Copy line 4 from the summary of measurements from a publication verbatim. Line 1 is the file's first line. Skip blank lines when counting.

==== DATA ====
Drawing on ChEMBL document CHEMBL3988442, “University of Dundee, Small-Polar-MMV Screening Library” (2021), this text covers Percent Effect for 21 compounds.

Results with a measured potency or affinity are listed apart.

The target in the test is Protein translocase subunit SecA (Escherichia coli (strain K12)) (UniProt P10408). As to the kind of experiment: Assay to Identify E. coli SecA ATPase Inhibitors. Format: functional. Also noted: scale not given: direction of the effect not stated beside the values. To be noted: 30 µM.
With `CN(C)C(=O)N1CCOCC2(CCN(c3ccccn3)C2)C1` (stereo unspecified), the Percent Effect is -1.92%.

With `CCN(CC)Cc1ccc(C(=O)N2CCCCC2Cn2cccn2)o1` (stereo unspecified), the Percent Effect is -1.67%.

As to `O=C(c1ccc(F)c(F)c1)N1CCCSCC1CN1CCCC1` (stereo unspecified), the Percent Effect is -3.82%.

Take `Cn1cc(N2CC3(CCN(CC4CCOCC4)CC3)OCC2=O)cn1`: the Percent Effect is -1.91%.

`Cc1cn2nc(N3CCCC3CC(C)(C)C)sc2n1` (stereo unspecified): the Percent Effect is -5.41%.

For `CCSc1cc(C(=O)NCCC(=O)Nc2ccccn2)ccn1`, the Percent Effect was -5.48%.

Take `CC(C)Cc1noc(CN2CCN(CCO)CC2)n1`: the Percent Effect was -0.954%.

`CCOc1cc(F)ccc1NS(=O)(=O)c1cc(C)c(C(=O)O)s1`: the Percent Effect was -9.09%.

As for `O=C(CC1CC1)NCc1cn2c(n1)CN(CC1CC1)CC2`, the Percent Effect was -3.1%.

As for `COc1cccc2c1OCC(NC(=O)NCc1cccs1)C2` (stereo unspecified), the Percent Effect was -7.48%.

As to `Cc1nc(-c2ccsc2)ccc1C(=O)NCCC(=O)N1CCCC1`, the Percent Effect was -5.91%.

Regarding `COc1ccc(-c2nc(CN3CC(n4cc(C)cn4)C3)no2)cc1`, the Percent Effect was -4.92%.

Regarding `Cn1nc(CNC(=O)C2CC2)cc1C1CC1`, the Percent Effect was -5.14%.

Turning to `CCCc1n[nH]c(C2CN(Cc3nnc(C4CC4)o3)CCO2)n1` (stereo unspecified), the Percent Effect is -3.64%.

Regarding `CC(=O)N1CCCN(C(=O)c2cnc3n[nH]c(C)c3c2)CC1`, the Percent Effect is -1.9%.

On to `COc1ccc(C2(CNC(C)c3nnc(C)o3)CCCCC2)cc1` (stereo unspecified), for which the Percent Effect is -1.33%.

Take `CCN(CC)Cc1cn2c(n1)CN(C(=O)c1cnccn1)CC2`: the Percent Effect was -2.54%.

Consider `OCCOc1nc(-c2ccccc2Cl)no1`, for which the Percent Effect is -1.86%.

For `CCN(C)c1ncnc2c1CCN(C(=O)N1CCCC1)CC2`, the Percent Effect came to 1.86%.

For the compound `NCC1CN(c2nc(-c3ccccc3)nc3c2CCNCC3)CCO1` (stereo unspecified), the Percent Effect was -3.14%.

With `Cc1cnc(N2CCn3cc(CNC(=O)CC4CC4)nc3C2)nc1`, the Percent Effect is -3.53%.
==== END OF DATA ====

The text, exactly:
With `CN(C)C(=O)N1CCOCC2(CCN(c3ccccn3)C2)C1` (stereo unspecified), the Percent Effect is -1.92%.